Celiac disease is a health problem where the body can’t digest foods with gluten. Gluten is a type of protein found in wheat, rye, barley, and triticale. It damages the intestines of people with celiac disease.
When the intestines are damaged, it causes poor digestion and prevents the body from getting all the nutrients out of food. Some people with celiac disease don’t have any symptoms. But some people have stomach pain, diarrhea, oily bowel movements, weight loss, bloating, poor appetite, and rashes. It can cause poor growth in children.
When the body doesn’t get the nutrients it needs, it can lead to weak bones or anemia (low iron levels). When you’re diagnosed with celiac disease, you need to stop eating all foods that have gluten. Usually, symptoms start to get better after about 2 weeks of following a gluten-free eating plan. People without symptoms still need to stop eating gluten to make sure their bodies get all the nutrients from food.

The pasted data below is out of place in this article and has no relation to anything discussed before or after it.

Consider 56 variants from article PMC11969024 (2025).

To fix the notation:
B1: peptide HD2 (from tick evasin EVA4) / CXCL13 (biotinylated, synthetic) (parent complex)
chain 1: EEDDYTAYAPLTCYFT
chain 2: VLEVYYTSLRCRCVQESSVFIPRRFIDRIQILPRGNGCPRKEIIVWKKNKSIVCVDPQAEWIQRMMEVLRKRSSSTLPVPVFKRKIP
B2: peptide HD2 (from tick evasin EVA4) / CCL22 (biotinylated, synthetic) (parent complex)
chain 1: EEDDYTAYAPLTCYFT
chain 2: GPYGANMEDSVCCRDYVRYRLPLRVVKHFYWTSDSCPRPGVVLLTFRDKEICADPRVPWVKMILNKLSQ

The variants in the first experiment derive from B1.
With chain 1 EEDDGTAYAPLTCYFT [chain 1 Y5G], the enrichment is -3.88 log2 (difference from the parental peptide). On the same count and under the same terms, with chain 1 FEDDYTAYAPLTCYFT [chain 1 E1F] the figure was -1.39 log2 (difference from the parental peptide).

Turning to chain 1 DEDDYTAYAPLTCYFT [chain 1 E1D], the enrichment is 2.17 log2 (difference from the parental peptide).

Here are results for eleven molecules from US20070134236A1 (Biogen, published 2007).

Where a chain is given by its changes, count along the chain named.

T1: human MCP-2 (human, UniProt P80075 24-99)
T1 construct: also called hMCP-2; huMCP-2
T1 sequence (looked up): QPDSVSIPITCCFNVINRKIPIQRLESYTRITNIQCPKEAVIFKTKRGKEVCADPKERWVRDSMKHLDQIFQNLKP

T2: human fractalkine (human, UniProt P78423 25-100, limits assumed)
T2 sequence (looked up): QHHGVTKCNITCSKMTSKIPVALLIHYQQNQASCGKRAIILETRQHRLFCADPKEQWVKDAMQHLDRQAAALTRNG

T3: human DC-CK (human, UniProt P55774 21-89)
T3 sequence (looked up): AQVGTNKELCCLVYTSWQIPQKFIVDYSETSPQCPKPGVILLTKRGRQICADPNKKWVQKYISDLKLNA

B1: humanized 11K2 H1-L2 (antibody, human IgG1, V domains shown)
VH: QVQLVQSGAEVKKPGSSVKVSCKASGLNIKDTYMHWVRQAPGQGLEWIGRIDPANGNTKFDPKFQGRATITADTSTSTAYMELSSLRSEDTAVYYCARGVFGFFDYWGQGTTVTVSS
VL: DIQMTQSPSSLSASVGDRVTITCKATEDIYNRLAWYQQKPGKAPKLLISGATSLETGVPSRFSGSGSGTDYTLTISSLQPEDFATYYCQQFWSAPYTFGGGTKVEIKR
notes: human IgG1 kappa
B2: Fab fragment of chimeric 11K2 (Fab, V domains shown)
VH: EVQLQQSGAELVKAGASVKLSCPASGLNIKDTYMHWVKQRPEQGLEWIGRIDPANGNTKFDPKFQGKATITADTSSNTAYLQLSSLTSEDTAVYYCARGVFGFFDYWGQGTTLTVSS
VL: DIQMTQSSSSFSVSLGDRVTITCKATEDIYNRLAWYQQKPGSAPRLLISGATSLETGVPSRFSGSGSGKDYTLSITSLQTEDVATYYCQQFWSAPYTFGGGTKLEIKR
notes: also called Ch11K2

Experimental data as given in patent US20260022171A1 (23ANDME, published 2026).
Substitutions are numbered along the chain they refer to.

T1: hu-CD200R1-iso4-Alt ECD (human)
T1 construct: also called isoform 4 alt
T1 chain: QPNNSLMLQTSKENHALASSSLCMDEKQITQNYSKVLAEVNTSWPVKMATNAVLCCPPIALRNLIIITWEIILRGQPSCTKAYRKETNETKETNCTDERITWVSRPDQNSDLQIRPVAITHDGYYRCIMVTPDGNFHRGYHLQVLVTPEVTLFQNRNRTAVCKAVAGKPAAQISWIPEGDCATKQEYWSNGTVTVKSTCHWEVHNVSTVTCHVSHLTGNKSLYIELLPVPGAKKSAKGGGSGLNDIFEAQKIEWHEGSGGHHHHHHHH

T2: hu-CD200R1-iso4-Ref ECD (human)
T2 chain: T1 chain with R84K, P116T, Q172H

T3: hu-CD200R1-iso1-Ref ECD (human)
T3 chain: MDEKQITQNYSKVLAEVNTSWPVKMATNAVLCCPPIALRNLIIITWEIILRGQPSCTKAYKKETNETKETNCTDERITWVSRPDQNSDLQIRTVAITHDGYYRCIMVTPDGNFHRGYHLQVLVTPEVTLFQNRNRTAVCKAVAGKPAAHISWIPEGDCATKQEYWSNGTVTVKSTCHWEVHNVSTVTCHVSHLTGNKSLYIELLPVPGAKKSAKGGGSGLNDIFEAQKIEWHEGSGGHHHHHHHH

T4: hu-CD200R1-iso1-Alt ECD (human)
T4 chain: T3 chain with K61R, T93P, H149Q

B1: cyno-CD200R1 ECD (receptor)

About 5 to 10% of people with type 1 diabetes will develop antibodies for celiac disease. Not eating foods with gluten can affect your blood sugar management. It’s a good idea to work with your healthcare provider to learn more about gluten-free diets, how to read food labels, and the glycemic index. Your healthcare team can help you balance your insulin to carbohydrate intake as you make changes to your diet. If you have diabetes and thyroid/celiac disease, you may be at risk for other autoimmune disorders. Talk to your healthcare provider about this.
Current as of: February 9, 2018
Author: Primary Care and Chronic Disease Management, Alberta Health Services
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